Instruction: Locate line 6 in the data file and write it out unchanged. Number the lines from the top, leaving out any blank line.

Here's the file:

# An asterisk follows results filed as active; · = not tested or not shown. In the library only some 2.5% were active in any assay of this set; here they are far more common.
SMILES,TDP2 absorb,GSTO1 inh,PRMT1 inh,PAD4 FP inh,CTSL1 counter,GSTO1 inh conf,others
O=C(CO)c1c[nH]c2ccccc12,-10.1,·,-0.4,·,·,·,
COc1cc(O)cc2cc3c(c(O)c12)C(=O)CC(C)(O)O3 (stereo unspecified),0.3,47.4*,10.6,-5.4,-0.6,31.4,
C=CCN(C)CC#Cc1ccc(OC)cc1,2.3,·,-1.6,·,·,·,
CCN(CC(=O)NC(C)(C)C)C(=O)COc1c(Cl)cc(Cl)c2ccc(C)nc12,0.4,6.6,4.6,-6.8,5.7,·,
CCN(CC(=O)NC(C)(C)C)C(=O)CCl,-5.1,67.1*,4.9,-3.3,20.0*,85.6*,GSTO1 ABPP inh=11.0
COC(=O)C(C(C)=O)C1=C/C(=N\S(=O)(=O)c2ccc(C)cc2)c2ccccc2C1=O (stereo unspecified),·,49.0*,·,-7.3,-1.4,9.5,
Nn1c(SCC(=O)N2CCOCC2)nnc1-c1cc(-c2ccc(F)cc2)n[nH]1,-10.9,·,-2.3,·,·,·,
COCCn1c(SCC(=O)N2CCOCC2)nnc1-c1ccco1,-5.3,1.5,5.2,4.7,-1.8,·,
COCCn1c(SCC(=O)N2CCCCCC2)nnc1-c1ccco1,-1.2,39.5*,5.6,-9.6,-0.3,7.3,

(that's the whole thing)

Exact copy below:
CCN(CC(=O)NC(C)(C)C)C(=O)COc1c(Cl)cc(Cl)c2ccc(C)nc12,0.4,6.6,4.6,-6.8,5.7,·,